Alternative dispute resolution (or ADR for short) is being increasingly pushed by the judiciary and insurance companies involved in civil litigation. The Federal courts even have pilot programs where ADR is mandated before a case can proceed to trial. The question for the personal injury attorney and client is whether ADR is a good thing.
There are three different methods of ADR presently in use in New York. They are mediation, arbitration and summary jury trials. Mediation and arbitration are by far the two most common, but summary jury trials are also increasing in frequency. Mediation is a process by which all parties agree to meet with a mediator. The mediator does not have authority to determine any issues, but merely tries to foster agreement among the parties and broker a settlement. The mediator has no interest in the outcome of the case, and acts as a neutral third party who looks at the potential evidence with the clear eye of someone not personally involved in the litigation. A skilled mediator can help each side to see their potential problem areas, and arrive at a reasonable settlement figure in light of the strengths and weaknesses of their case. If at the end of the mediation no agreement is reached, the case proceeds to trial.
Arbitration is a process whereby the case is heard by a neutral third party who DOES have the power to decide issues and render a judgment. Arbitrations can be held before a single arbitrator or a panel of three. The parties may agree to have a particular arbitrator apppointed, or an arbitrator may be appointed for the parties should they choose to go through an organization like the American Arbitration Association.
The summary jury trial is the most complex form of ADR. It is conducted through the court system, and as its name suggests, involves the use of a jury. It is essentially a non-binding mini-trial, where each party’s time to present their case is limited, the foundation requirements for evidence are waived, and the ability to call multiple witnesses is severely curtailed. While the form of a summary jury trial varies from place to place, the Plaintiff is often the only witness called, and medical evidence is presented through medical records only. Based upon the limited amount of evidence presented, the jury then renders a non-binding decision on both liability and damages.
Each form of ADR has its good and bad points. Mediations are often effective where each side comes to the table honestly working to settle the case, they are much cheaper than conducting a trial, and you can always proceed to trial if an agreement is not reached. Arbitrations are also much cheaper than a trial, but the result is binding on the parties except in very rare circumstances, and an appeal to address any legal errors made by the arbitrator is generally unavailable. Summary jury trials are an effective tool to help a party guage how receptive a jury will be to their arguments, and can help a party get a feel for the value of their case, but at the end of the day there isn’t necessarily an agreement and certainly no binding judgment.
All three methods of ADR can be useful in the right case. Here’s how I utilize the various methods. I will mediate almost any case so long as I agree to the mediator. Some mediators are great, with a 90% or greater success rate. But for every good mediator, there are three more who have little experience/skill at the job. I have had a good deal of success mediating cases of all sizes, and they are particularly effective in a case with multiple defendants.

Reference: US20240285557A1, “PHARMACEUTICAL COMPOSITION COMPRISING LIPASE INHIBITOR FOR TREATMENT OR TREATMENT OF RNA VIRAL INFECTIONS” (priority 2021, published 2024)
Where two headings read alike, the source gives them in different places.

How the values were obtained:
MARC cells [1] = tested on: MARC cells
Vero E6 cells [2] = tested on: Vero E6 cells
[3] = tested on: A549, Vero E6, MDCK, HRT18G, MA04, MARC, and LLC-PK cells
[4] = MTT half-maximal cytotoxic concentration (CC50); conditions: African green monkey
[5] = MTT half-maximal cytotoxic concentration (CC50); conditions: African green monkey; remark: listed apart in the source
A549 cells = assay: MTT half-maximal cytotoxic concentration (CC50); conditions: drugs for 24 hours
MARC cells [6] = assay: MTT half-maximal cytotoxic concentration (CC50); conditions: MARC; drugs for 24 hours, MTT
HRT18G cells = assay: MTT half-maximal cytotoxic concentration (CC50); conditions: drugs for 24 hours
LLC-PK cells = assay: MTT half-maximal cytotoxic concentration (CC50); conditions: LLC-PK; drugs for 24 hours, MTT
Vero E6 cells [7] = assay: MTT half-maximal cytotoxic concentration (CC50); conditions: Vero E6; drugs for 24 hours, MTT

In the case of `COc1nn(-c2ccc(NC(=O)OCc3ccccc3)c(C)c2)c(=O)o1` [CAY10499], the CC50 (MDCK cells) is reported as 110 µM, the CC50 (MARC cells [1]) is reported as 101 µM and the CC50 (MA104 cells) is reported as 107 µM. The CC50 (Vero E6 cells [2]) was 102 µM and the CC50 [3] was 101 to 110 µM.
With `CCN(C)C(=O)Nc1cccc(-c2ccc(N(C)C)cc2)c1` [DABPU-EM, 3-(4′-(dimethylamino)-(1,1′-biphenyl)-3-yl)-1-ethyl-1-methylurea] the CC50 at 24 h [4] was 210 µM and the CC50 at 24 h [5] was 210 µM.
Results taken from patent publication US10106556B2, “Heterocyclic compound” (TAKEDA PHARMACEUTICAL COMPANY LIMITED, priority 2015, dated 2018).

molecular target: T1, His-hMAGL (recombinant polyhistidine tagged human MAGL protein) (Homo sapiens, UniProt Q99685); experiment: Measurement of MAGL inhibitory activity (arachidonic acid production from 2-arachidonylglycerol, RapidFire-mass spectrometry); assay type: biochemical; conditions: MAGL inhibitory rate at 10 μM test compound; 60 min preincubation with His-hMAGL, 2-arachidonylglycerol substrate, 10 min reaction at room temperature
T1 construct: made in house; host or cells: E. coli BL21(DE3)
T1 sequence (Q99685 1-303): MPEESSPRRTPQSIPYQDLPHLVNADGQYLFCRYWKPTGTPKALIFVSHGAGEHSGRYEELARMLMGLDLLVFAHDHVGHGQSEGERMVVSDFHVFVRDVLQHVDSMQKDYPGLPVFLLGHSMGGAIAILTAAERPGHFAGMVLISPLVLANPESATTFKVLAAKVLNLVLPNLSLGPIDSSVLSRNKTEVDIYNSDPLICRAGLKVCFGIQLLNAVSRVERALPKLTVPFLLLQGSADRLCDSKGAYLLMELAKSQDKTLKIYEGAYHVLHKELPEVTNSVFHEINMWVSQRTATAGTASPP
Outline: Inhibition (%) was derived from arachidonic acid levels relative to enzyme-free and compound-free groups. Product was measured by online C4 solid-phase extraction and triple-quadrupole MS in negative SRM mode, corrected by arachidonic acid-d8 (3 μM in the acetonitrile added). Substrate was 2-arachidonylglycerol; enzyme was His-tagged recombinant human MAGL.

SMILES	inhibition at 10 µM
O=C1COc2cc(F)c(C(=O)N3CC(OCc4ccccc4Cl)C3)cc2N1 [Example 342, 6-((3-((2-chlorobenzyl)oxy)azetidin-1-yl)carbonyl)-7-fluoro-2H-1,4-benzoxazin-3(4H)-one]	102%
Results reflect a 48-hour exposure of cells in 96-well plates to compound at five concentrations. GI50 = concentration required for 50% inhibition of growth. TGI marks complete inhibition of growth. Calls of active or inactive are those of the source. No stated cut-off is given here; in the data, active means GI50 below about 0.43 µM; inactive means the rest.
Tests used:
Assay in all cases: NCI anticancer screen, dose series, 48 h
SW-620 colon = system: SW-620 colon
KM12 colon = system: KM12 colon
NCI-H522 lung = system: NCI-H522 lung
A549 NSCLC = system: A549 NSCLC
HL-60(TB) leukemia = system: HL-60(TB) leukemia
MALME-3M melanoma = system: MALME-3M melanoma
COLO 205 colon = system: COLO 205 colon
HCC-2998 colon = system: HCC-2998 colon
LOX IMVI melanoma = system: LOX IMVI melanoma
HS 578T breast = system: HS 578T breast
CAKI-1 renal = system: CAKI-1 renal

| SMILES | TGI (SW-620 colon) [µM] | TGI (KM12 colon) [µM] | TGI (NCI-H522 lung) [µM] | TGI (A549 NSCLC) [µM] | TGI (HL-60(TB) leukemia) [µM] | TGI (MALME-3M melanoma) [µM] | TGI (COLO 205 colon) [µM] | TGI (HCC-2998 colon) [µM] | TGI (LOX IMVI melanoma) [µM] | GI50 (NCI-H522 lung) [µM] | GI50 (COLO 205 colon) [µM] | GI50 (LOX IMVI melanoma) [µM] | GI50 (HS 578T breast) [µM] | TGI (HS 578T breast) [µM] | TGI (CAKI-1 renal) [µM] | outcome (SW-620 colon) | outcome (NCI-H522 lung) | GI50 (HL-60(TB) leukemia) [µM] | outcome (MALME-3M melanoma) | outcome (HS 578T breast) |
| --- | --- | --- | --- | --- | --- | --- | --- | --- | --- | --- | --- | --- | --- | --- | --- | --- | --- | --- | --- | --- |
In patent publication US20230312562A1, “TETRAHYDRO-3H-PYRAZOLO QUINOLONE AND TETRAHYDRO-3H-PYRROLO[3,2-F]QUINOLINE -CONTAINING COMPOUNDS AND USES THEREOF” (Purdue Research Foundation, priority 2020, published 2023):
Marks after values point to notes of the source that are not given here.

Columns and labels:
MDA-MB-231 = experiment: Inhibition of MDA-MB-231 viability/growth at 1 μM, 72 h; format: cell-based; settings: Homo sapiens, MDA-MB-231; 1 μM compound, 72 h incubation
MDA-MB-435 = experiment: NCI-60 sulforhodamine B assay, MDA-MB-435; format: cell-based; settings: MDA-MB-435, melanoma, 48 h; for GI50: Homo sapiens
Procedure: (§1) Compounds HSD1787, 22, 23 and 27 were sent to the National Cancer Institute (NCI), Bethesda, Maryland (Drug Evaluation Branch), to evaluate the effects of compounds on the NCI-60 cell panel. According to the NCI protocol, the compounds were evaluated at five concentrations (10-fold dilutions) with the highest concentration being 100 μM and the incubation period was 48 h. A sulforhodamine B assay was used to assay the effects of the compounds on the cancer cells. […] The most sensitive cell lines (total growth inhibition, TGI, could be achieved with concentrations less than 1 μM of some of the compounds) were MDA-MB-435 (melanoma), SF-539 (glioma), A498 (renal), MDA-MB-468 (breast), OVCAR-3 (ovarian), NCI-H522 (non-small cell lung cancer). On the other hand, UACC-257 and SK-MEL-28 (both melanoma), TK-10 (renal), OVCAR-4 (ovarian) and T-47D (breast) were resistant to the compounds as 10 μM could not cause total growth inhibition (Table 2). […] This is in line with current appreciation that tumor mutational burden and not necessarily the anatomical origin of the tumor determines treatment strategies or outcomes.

I will only agree to arbitrate smaller cases where I have some say in who the arbitrator will be. I will not participate in arbitrations before a panel. The most frequent type of case I arbitrate is one in which there is a threshold issue (such as the serious injury threshold in an auto case) or where liability will be very difficult to prove. My view is that it is better to lose the case at an arbitration that won’t cost much than to spend thousands of dollars on a trial only to receive the same result.
I have to admit that I have little experience with summary jury trials, as they are used infrequently in the Southern Tier of New York. My philosophy, though, is similar to arbitration. There is little sense in submitting a good case with substantial value to a summary jury trial, as nothing good can come of it. I only agree to this form of ADR in a case with limited value or difficult liability issues, though I would also shy away from the difficult liability issue as a negative verdict would only hurt your position with the insurance carrier and make settlement that much more difficult.
Those are my thought on ADR, for what they are worth. Other attorneys’ experience may vary, but I think I am likely in the majority. The great unknown is always the individual case you are handling and the skill of the attorney handling the case. Difficult cases prepared effectively and meticulously can still result in a good outcome, and insurance companies are understandably wary of any case in the hands of a skilled attorney. The key is to show the insurance company that they run the risk of significant exposure by forcing the case to trial. Show them that risk, and odds are that the insurance company will show YOU the money!
Thanks for reading,
Adam M. Gee, Esq.
Personal Injury and Malpractice Attorney
Ziff, Weiermiller, Hayden & Mustico, LLP
303 William Street
Elmira, NY 14901